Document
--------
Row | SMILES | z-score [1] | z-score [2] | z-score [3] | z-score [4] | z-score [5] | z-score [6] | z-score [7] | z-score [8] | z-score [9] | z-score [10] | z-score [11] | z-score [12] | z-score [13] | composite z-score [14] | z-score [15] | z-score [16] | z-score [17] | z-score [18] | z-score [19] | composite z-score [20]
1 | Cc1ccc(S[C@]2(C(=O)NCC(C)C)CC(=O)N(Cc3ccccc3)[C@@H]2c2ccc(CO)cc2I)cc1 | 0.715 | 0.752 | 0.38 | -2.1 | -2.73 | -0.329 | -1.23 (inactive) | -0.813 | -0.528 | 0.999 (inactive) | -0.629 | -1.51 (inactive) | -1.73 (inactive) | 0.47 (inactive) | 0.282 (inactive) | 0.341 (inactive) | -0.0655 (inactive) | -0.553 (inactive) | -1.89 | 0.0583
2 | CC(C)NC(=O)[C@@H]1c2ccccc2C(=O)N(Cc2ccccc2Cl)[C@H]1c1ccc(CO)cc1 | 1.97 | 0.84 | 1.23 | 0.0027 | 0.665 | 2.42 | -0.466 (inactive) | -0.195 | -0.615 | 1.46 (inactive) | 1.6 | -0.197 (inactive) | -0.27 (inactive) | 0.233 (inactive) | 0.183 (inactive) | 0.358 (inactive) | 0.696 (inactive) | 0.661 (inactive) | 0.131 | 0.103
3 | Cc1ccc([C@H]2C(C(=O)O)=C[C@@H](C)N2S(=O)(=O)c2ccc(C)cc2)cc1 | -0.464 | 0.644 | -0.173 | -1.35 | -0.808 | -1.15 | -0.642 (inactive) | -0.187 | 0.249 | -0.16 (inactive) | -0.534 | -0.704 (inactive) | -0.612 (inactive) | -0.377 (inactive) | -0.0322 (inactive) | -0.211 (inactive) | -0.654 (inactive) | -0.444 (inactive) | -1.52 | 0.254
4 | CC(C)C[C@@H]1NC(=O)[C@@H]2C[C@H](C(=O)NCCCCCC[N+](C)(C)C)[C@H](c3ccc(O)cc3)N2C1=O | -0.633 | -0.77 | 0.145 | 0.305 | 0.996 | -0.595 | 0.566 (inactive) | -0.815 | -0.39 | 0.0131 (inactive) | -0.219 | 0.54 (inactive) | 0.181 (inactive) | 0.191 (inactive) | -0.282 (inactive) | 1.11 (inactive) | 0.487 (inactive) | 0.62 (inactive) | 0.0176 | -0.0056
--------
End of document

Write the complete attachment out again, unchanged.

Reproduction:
Row | SMILES | z-score [1] | z-score [2] | z-score [3] | z-score [4] | z-score [5] | z-score [6] | z-score [7] | z-score [8] | z-score [9] | z-score [10] | z-score [11] | z-score [12] | z-score [13] | composite z-score [14] | z-score [15] | z-score [16] | z-score [17] | z-score [18] | z-score [19] | composite z-score [20]
1 | Cc1ccc(S[C@]2(C(=O)NCC(C)C)CC(=O)N(Cc3ccccc3)[C@@H]2c2ccc(CO)cc2I)cc1 | 0.715 | 0.752 | 0.38 | -2.1 | -2.73 | -0.329 | -1.23 (inactive) | -0.813 | -0.528 | 0.999 (inactive) | -0.629 | -1.51 (inactive) | -1.73 (inactive) | 0.47 (inactive) | 0.282 (inactive) | 0.341 (inactive) | -0.0655 (inactive) | -0.553 (inactive) | -1.89 | 0.0583
2 | CC(C)NC(=O)[C@@H]1c2ccccc2C(=O)N(Cc2ccccc2Cl)[C@H]1c1ccc(CO)cc1 | 1.97 | 0.84 | 1.23 | 0.0027 | 0.665 | 2.42 | -0.466 (inactive) | -0.195 | -0.615 | 1.46 (inactive) | 1.6 | -0.197 (inactive) | -0.27 (inactive) | 0.233 (inactive) | 0.183 (inactive) | 0.358 (inactive) | 0.696 (inactive) | 0.661 (inactive) | 0.131 | 0.103
3 | Cc1ccc([C@H]2C(C(=O)O)=C[C@@H](C)N2S(=O)(=O)c2ccc(C)cc2)cc1 | -0.464 | 0.644 | -0.173 | -1.35 | -0.808 | -1.15 | -0.642 (inactive) | -0.187 | 0.249 | -0.16 (inactive) | -0.534 | -0.704 (inactive) | -0.612 (inactive) | -0.377 (inactive) | -0.0322 (inactive) | -0.211 (inactive) | -0.654 (inactive) | -0.444 (inactive) | -1.52 | 0.254
4 | CC(C)C[C@@H]1NC(=O)[C@@H]2C[C@H](C(=O)NCCCCCC[N+](C)(C)C)[C@H](c3ccc(O)cc3)N2C1=O | -0.633 | -0.77 | 0.145 | 0.305 | 0.996 | -0.595 | 0.566 (inactive) | -0.815 | -0.39 | 0.0131 (inactive) | -0.219 | 0.54 (inactive) | 0.181 (inactive) | 0.191 (inactive) | -0.282 (inactive) | 1.11 (inactive) | 0.487 (inactive) | 0.62 (inactive) | 0.0176 | -0.0056